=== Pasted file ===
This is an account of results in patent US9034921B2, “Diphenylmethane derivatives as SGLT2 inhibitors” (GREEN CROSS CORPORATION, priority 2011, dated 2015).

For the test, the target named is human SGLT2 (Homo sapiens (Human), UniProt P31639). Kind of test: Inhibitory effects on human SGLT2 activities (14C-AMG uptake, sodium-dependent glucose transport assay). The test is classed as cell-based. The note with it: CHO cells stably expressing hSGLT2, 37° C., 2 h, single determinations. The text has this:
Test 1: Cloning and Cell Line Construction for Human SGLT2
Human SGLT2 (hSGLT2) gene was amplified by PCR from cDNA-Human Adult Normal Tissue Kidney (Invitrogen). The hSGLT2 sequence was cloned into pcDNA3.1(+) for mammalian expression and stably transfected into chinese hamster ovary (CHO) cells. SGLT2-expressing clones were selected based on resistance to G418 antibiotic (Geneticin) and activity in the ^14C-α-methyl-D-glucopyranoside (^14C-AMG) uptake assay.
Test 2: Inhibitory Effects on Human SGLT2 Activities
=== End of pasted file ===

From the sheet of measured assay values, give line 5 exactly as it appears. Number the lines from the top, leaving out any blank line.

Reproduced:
Test 2: Inhibitory Effects on Human SGLT2 Activities